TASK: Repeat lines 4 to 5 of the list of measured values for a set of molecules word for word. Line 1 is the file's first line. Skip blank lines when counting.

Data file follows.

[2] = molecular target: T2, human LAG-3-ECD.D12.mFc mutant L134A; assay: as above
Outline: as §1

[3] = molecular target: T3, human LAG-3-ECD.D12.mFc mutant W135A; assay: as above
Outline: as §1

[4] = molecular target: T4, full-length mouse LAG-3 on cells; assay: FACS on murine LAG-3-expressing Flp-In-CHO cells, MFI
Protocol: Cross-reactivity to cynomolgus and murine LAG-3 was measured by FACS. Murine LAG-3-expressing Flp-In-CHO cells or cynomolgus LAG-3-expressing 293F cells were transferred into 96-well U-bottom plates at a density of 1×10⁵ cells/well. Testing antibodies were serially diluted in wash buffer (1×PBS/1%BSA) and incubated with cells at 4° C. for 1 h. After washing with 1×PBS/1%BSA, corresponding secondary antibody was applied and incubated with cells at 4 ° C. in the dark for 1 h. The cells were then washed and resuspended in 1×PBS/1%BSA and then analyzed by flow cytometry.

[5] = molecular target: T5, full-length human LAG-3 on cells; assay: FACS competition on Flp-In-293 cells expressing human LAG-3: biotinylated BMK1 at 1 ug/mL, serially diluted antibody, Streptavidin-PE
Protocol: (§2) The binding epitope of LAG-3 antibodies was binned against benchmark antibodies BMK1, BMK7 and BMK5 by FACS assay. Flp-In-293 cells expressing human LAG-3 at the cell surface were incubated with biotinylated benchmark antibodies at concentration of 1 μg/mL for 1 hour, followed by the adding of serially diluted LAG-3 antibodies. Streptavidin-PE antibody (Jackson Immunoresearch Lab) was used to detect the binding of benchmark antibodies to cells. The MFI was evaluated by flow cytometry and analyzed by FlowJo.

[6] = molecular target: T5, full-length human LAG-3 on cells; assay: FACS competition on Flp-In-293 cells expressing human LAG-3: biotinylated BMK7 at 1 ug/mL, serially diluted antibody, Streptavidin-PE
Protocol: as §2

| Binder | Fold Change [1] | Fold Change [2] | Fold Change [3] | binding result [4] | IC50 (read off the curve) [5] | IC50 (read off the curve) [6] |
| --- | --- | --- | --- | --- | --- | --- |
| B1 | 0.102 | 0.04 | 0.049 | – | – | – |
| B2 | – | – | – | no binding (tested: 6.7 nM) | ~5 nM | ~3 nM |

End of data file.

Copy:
Outline: as §1

[4] = molecular target: T4, full-length mouse LAG-3 on cells; assay: FACS on murine LAG-3-expressing Flp-In-CHO cells, MFI